Jul 29, 2014

Macungie Gets a Big Firetruck From Emmaus for a Little Cash

A new ladder truck can cost between $500,000 and $1 million. Macungie Fire Department got a used one for $20,000.

Macungie Gets a Big Firetruck From Emmaus for a Little Cash

The recently purchased a 1989 ladder truck from the for $20,000, a fraction of the more than $600,000 Emmaus spent on the truck it bought to replace it.

Macungie's new truck is a boon for several reasons, including the fact that insurance companies figure a municipality's ownership of such a truck into individual homeowner rates, though the effect depends on the policy.

The truck – which had but 7,000 miles on it when Macungie bought it – will respond to all dwelling and structure fires, said Macungie Fire Chief Mike Natysyn, and after being put into service on Christmas Day, has already been out a number of times.

Money was collected over the past five years through fundraisers, Natysyn said. None of the money came from the borough's annual budget.

The truck meets all current requirements and is fully certified, Natysyn said.

Jeff Sensenig, who owns Phoenix Fire, a company that maintains and services LTI firetrucks in New Holland, Lancaster County, agreed.

Since working on the truck in 2010 when it belonged to Emmaus, Sensenig said the truck "Is in pretty good shape," and that it should have "a good long life."

"Emmaus officials were told that it failed certification testing just to get rid of it," said Macungie Deputy Fire Chief Matt Sadrovitz.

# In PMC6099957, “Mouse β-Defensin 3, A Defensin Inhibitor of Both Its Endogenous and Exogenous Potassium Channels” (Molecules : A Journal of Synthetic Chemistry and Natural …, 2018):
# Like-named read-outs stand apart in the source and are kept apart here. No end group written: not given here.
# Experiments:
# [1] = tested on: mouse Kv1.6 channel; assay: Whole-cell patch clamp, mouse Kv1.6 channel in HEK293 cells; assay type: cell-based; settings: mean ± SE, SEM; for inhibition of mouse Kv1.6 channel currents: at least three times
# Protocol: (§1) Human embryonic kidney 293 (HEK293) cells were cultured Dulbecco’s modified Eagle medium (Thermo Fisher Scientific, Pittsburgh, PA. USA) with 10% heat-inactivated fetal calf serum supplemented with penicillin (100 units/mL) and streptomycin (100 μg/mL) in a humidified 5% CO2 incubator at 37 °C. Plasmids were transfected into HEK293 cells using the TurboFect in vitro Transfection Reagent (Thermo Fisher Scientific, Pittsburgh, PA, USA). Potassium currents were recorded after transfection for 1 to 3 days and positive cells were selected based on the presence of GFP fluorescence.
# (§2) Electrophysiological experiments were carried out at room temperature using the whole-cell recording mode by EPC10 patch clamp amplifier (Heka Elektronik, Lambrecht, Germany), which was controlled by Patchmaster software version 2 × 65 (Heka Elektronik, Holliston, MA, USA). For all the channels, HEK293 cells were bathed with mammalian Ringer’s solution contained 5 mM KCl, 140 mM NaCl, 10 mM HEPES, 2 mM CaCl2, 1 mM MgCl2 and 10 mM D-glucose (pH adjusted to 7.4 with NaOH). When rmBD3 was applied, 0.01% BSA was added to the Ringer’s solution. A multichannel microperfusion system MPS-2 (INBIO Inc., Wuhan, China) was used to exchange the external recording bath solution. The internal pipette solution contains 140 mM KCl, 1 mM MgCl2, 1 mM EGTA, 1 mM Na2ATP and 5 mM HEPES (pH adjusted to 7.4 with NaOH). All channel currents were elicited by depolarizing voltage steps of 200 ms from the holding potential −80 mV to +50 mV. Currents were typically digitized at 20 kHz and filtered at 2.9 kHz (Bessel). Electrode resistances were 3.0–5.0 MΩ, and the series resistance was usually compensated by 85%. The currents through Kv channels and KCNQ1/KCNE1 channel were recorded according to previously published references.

"They made that comment just to raise money," Sadrovitz said.

At the Dec. 5, 2011 Emmaus Borough Council meeting at which Emmaus Council approved the sale of the truck to Macungie, Emmaus Council Member Brent Labenberg was among the most verbal regarding the truck, its price and its future use.

“Why is it that the next borough closest to us can purchase our used aerial truck and it is not good enough for us to keep?" he asked. "Why is it that some other company in Pennsylvania can purchase that truck and use it and back us up and we can’t use it?”

In response, Council Member Nathan Brown said, "Twenty years is the lifespan of an engine, a rescue or any other type of equipment they have. I was told this is 22 years old and it is time to move forward."

Another Emmaus council member questioned the sale price during the December meeting.

“Obviously I know this has been advertised, and I know how long this has been talked about, but this is the amount you get for a used regular car, not an aerial fire truck," said Emmaus Borough Council Member Wesley Barrett.

"I know what we just paid for a new one, and the estimate of what we would get for this one was between $50,000 and $60,000,” Barrett added.

An ad for a similar used truck asked $80,000 and had 116,000 miles on it. Another ad, a 1988 model with 22,000 miles on it, carried an asking price of  $99,500.

However, neither comparison is apples-for-apples.

According to an published in November 2010, the Emmaus' new aerial truck was estimated to cost $670,000. Council earmarked $350,000 of residents' tax money as its contribution.

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